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Do you know what I miss? Praying the liturgy of the hours together with other people. One psalm after another, with antiphons and chanted and all that. Well, but on the other hand I have lost the ambition to rebuild for myself some idea of “monasticism” in living room size.
What needs to be explored now is a new type of contemplative practice. That new type of contemplative practice is not shut away anymore, not “klösterlich” (the word “Kloster” comes from “claustrum” meaning “enclosed place”), but extra claustrum.
I was lucky to have stumbled across Raimon Panikkar’s reflections, even though I don’t get everything he elaborates. He says clearly though that there is a shift going on in how monastic tradition is interpreted. I assume that this shift of new interpretation is not going on in the monasteries itself so much. They just try to save what can be saved. How should they engage in renewal?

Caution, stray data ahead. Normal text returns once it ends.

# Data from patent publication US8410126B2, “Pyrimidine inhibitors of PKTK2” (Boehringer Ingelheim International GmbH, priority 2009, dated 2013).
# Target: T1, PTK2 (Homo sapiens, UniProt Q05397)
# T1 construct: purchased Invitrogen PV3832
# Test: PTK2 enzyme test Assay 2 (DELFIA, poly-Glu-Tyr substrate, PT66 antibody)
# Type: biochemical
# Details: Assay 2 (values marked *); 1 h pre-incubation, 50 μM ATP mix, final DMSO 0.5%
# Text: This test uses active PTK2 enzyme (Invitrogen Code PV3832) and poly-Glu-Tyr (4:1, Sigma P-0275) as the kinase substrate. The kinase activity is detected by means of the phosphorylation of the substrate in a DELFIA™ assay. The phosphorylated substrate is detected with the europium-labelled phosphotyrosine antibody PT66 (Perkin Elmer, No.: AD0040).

I was speaking about Buddhist tradition a lot in the last weeks. Today I understand why. While reflecting the shift in interpreting monastic tradition and exploring a new way of contemplative practice, I really would like to avoid to refer to those big terms and themes like St. Benedict’s Rule, the liturgy of the hours, lectio divina etc. A different vocabulary would enable me to reflect on the “plain things” itself. It could help me to not to just repeat old interpretations of monastic practice. And the different vocabulary I use at the time is the Buddhist one.
I am not really happy somehow with the recent interest in monastic spirituality, you got St. Hildegard here, some Gregorian chant there. There is mindlessness, admiration from afar, naiveté etc.
But what shall we do? Maybe this:
- In spite of all study the tradition in depth. Also allowing that tradition to approach us as “an other”.
- Reflect one’s own practice and discovering what belongs to oneself.
- Point out clearly what you cannot adopt (for example sometimes just because of the different contexts).
- Find your own vocabulary. Find your own language.
Is that something? Who knows. It’s late.